Bring Government into the 21st Century: Barack Obama will use technology to reform government and improve the exchange of information between the federal government and citizens while ensuring the security of our networks. Obama believes in the American people and in their intelligence, expertise, and ability and willingness to give and to give back to make government work better.

• Obama will appoint the nation's first Chief Technology Officer (CTO) to ensure that our government and all its agencies have the right infrastructure, policies and services for the 21st century. The CTO will ensure the safety of our networks and will lead an interagency effort, working with chief technology and chief information officers of each of the federal agencies, to ensure that they use best-in-class technologies and share best practices.

• The CTO will have a specific focus on transparency, by ensuring that each arm of the federal government makes its records open and accessible as the E-Government Act requires. The CTO will also focus on using new technologies to solicit and receive information back from citizens to improve the functioning of democratic government.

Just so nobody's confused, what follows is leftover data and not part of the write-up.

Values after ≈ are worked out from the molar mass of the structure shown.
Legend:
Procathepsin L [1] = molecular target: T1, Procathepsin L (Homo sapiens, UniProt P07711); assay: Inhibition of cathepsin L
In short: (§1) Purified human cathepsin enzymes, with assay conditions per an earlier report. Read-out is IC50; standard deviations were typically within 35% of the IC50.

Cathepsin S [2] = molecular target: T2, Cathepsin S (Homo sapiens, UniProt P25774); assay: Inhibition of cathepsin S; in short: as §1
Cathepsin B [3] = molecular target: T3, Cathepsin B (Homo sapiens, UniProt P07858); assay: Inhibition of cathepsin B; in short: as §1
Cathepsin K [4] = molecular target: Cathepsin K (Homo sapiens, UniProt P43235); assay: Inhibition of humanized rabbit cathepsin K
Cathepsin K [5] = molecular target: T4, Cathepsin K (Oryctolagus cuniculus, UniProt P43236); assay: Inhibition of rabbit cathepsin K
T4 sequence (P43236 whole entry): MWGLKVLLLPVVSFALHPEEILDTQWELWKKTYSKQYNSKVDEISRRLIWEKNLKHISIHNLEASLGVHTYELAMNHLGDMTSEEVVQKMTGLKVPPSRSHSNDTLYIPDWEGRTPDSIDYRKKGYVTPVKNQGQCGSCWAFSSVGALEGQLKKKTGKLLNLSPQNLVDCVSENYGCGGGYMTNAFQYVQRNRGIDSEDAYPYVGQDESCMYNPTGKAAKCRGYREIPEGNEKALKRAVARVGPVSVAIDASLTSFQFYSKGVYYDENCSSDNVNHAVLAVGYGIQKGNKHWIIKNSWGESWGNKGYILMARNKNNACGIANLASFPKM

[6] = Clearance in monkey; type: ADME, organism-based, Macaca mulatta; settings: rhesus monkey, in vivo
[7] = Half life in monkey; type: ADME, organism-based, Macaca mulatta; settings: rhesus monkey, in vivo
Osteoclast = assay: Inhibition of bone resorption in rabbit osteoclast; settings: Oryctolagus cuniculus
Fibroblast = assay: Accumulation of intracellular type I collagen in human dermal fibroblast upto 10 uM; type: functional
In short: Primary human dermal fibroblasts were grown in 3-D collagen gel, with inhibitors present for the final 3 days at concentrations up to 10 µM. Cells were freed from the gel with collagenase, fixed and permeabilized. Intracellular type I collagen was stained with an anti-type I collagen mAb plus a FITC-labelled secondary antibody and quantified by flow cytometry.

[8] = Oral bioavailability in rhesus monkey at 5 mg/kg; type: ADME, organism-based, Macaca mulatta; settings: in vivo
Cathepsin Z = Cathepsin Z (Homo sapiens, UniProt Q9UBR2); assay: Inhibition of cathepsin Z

• The CTO will also ensure technological interoperability of key government functions. For example, the Chief Technology Officer will oversee the development of a national, interoperable wireless network for local, state and federal first responders as the 9/11 commission recommended. This will ensure that fire officials, police officers and EMTs from different jurisdictions have the ability to communicate with each other during a crisis and we do not have a repeat of the failure to deliver critical public services that occurred in the aftermath of Hurricane Katrina.

Nancy Scola is a reporter who covers the intersections of technology and public policy, politics, and governance.